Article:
Well, it has to be done at least once in Japan, doesn’t it?

There is a new sushi restaurant in town, the sort with a conveyor belt carrying the plates and the family were keen that we should experience it sooner rather than later. The only problem was they don’t take table bookings and are very popular, so everyone reorganised their day and we piled into the minivan to be there mid-afternoon.

Rich Japan is where US influence meets Asian culture, and the suburbs are like American suburbia on a slightly smaller scale: you’re less likely to pass a temple or a geisha, than a strip mall with a supermarket called ‘Heidi’. The sushi bar is on the most distant point of all this and we pile out of the car and make our way in some trepidation, half expecting to be sent back out again. As it happens we’re far earlier than most customers and we get two tables to ourselves. The food trundling past on the conveyor belt isn’t that promising a first, but after a couple of minutes beautiful wife has -as ever- patiently translated enough that we can select the likely-to-be-tasty dishes such as smoked tuna with avocado, battered squid, barbecued beef, and chocolate cake) and the interesting looking, but unappetising Japanese Caviar or the less delightful sounding sea hedgehog.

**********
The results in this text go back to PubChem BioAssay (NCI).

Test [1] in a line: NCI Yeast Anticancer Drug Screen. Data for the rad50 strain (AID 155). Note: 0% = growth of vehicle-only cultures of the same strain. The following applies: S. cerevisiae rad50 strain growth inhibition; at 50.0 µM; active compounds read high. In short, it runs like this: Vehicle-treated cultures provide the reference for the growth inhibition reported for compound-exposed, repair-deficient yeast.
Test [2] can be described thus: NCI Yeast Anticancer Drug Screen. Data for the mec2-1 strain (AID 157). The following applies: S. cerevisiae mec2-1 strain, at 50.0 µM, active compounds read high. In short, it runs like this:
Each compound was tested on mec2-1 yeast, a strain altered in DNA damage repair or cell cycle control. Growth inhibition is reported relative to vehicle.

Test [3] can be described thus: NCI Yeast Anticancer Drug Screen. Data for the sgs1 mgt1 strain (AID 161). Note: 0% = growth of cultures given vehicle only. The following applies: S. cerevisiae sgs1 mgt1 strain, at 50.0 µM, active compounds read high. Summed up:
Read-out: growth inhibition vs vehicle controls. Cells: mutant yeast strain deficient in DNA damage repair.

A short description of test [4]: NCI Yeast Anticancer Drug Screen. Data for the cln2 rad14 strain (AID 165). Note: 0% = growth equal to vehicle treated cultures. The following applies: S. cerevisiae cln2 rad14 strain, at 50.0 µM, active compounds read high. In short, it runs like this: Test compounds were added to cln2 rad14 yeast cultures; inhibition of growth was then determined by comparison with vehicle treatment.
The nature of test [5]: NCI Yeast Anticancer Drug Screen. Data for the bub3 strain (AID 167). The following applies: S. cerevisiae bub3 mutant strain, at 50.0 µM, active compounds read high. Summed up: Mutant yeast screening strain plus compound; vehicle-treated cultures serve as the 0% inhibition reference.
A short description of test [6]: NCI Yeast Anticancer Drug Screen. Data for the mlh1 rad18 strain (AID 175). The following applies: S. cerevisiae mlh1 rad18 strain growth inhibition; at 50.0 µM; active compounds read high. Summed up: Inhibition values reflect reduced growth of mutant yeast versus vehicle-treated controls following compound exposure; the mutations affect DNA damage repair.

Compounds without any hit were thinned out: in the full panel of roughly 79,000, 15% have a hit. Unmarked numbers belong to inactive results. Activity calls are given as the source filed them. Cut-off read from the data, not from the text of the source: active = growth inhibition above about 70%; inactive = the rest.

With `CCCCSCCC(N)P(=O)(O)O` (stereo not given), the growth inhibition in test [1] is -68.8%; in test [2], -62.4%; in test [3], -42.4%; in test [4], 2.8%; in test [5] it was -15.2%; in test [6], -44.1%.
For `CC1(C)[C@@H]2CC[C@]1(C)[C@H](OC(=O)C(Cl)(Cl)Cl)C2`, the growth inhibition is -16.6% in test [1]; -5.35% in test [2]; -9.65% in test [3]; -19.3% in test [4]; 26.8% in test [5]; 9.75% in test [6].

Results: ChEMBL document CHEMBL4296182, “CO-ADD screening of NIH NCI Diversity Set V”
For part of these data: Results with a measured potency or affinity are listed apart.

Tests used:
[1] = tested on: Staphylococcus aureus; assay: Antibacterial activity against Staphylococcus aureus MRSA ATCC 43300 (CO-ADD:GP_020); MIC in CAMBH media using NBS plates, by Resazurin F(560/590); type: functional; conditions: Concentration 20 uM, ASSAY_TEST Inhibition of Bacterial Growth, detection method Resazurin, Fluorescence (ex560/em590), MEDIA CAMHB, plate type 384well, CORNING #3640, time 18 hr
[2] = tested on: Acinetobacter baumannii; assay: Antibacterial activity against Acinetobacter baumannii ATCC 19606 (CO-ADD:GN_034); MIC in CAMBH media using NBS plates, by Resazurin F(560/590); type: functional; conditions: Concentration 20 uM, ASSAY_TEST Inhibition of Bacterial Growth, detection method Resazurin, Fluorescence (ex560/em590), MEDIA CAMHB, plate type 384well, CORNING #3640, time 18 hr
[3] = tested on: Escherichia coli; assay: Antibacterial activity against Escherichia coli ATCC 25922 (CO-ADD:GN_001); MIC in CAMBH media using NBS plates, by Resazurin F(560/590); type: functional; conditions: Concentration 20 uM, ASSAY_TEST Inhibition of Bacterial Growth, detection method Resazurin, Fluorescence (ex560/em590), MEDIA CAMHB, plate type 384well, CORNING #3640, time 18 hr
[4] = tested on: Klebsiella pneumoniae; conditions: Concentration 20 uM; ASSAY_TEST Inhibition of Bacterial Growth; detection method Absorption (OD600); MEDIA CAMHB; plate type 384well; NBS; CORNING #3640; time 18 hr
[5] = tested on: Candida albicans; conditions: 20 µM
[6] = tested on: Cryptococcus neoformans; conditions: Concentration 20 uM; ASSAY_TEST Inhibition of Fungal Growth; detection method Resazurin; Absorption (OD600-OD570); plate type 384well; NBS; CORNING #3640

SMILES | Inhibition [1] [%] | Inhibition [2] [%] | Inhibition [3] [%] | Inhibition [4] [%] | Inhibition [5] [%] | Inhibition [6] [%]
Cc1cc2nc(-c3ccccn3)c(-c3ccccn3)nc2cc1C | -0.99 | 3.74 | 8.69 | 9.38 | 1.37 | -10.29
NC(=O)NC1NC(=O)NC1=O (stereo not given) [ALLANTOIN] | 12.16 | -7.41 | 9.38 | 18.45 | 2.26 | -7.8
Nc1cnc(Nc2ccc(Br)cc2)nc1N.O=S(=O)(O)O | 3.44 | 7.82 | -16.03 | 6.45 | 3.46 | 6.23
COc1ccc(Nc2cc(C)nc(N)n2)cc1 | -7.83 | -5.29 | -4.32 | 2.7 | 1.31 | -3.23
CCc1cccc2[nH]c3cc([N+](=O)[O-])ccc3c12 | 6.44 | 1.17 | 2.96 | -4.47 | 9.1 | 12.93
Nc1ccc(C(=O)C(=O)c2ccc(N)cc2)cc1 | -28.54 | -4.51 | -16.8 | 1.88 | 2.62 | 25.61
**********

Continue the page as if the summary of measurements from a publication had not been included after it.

For some reason Eldest Son takes an empty plate off the conveyor, and looks shocked when we all tell him to put it back on sharpish.
I explain that the bill is calculated by counting the used plates at the end of the meal.
understanding dawns. “You mean we don’t have to pay if we don’t have the plate?”
When we confirm this is so, his eyes light up and he starts putting plates back on to the conveyor again.

Beautiful Wife looks at me. And communicates ‘Just like his dad’ without words.

I don’t know what she means…

[Despite this post publishing today, we’re having adventures elsewhere in Japan at the moment, so I won’t be able to respond to comments until Wednesday. Don’t let this stop you from writing them though…]